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Do minimum wages affect non-wage job attributes? Evidence on fringe benefits

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  • Kosali Ilayperuma Simon
  • Robert Kaestner

Abstract

Although many studies have tested neoclassical labor market theory's prediction that employers will react to binding minimum wages by changing employment levels, much less empirical research has explored the possibility that employers also respond to minimum wages by adjusting non-wage components of the job, such as fringe benefits, job safety, and access to training. Using Current Population Survey data for 1979-2000, this study investigates the effect of minimum wage legislation on the provision of employer health insurance and employer pension coverage. The authors examine effects of state and federal variation in minimum wages on groups likely to be affected by the minimum wage, and compare these effects to estimates found for groups unlikely to be affected. Whether the analysis uses only state-level variation or federal and state variation in minimum wages, the results indicate no discernible effect of the minimum wage on fringe benefit generosity for low-skill workers. (Free full-text download available at http://digitalcommons.ilr.cornell.edu/ilrreview/.)

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Bibliographic Info

Article provided by ILR Review, Cornell University, ILR School in its journal ILR Review.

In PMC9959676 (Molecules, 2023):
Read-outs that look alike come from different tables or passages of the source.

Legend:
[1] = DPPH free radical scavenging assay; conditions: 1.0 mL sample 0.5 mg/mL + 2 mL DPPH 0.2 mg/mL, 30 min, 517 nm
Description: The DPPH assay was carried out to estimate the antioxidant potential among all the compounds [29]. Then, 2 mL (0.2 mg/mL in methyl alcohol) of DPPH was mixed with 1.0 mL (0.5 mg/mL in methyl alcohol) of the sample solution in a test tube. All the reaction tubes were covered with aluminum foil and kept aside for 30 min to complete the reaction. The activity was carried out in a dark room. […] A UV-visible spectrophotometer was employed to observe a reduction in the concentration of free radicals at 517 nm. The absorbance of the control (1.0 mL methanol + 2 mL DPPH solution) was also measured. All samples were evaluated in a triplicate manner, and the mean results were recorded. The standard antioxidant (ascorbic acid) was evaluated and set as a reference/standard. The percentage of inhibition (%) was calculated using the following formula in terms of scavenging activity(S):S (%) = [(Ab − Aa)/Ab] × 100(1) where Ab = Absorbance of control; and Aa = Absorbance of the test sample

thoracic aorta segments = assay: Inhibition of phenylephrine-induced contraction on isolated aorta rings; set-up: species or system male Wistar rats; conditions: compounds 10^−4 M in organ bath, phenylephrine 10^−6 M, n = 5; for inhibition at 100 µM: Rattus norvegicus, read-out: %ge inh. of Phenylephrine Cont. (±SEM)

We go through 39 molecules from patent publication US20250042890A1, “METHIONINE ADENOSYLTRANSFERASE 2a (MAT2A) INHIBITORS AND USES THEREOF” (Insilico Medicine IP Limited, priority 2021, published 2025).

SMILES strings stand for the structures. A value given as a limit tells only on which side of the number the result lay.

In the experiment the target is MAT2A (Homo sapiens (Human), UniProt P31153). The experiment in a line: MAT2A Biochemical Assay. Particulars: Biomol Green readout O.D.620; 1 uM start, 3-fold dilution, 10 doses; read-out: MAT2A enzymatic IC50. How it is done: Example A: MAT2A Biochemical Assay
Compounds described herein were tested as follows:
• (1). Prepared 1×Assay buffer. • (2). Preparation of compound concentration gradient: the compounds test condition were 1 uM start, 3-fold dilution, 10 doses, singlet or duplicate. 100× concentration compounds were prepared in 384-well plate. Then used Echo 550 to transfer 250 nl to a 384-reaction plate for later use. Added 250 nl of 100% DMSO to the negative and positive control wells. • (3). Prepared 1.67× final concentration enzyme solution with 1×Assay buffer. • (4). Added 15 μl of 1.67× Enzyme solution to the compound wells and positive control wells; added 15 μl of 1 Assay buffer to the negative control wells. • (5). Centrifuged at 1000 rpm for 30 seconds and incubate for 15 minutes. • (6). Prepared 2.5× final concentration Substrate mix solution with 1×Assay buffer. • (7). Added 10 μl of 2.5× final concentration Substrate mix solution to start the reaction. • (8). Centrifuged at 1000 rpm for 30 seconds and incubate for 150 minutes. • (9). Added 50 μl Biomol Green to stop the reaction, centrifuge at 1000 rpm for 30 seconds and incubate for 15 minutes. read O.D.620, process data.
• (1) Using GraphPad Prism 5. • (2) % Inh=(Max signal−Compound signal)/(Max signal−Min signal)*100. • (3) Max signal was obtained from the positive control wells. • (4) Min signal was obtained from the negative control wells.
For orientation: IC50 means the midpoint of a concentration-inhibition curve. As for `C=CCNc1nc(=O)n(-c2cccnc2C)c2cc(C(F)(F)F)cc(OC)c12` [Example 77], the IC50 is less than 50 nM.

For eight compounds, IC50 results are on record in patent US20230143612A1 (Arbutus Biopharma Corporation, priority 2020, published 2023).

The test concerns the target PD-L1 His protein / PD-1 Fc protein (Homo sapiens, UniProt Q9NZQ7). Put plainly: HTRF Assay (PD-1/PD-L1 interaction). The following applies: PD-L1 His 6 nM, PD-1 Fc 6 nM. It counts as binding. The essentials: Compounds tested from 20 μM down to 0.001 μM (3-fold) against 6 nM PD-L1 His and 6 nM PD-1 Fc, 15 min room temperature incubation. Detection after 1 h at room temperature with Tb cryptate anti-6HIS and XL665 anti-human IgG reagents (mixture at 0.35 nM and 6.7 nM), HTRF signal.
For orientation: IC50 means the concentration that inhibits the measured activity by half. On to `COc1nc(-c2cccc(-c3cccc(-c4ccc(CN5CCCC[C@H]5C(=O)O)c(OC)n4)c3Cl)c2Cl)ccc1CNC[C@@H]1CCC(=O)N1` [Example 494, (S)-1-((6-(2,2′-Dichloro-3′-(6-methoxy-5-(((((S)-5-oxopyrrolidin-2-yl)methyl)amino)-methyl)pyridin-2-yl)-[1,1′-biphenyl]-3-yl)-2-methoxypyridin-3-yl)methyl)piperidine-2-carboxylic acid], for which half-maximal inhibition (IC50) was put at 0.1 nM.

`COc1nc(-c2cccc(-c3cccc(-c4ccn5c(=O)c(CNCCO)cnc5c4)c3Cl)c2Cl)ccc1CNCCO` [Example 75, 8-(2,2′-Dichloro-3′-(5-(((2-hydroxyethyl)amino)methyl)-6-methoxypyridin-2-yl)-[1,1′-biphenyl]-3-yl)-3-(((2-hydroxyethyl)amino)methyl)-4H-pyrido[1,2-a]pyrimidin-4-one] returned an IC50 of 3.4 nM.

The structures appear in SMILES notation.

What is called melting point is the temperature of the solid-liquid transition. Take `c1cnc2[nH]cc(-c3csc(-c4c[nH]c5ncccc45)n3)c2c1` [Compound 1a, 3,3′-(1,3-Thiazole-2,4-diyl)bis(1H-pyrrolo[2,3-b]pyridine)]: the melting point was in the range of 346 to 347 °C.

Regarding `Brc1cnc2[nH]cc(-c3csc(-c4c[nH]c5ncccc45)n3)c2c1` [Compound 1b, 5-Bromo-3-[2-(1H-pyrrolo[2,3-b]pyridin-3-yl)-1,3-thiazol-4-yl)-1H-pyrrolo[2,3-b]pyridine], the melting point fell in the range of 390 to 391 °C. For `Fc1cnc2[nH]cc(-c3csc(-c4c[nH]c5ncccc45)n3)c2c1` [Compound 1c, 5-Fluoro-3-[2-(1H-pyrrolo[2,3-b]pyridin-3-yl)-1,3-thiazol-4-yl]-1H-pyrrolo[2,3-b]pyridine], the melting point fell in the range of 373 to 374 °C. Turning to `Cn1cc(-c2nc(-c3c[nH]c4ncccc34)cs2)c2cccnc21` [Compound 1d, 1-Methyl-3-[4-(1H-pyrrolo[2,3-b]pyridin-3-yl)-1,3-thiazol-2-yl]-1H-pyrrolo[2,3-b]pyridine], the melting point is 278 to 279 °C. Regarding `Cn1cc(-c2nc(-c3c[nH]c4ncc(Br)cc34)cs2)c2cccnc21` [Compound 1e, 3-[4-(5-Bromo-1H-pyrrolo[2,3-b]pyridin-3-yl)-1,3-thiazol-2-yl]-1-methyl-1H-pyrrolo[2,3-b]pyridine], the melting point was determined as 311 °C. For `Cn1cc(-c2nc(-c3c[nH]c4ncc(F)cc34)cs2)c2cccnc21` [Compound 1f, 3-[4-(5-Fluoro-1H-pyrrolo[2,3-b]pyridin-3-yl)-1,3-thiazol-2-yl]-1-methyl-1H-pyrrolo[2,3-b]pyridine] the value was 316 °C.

Volume (Year): 58 (2004)
Issue (Month): 1 (October)
Pages: 52-70

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Handle: RePEc:ilr:articl:v:58:y:2004:i:1:p:52-70

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Cited by:
  1. Kemal Kizilca & João Cerejeira & Miguel Portela & Carla Sá, 2010. "Minimum wage, fringe benefits, overtime payments and the gender wage gap," NIPE Working Papers 34/2010, NIPE - Universidade do Minho.
  2. Tim Butcher & Richard Dickens & Alan Manning, 2012. "Minimum wages and wage inequality: some theory and an application to the UK," LSE Research Online Documents on Economics 48937, London School of Economics and Political Science, LSE Library.
  3. Aaron Lowen & Paul Sicilian, 2009. "“Family-Friendly” Fringe Benefits and the Gender Wage Gap," Journal of Labor Research, Springer, vol. 30(2), pages 101-119, June.
  4. Elizabeth Powers, 2009. "The Impact of Minimum-Wage Increases: Evidence from Fast-food Establishments in Illinois and Indiana," Journal of Labor Research, Springer, vol. 30(4), pages 365-394, December.
  5. Mirco Tonin, 2007. "Minimum Wage and Tax Evasion: Theory and Evidence," IEHAS Discussion Papers 0701, Institute of Economics, Centre for Economic and Regional Studies, Hungarian Academy of Sciences.
  6. Margherita Comola & Luiz de Mello, 2009. "How Does Decentralised Minimum-Wage Setting Affect Unemployment and Informality?: The Case of Indonesia," OECD Economics Department Working Papers 710, OECD Publishing.
  7. Rafael Lopes de Melo, 2012. "Firm Heterogeneity, Sorting and the Minimum Wage," 2012 Meeting Papers 611, Society for Economic Dynamics.
  8. John Schmitt, 2013. "Why Does the Minimum Wage Have No Discernible Effect on Employment?," CEPR Reports and Issue Briefs 2013-04, Center for Economic and Policy Research (CEPR).
  9. Tonin, Mirco, 2007. "Minimum wage and tax evasion: theory," Discussion Paper Series In Economics And Econometrics 0711, Economics Division, School of Social Sciences, University of Southampton.
  10. T.D. Stanley & Chris Doucouliagous, 2006. "Publication Bias in Minimum-Wage Research? Card and Krueger Redux," Economics Series 2006_16, Deakin University, Faculty of Business and Law, School of Accounting, Economics and Finance.
  11. Eva Lajtkepová, 2010. "Minimum Wage and Labour Market," Acta Oeconomica Pragensia, University of Economics, Prague, vol. 2010(1), pages 3-20.

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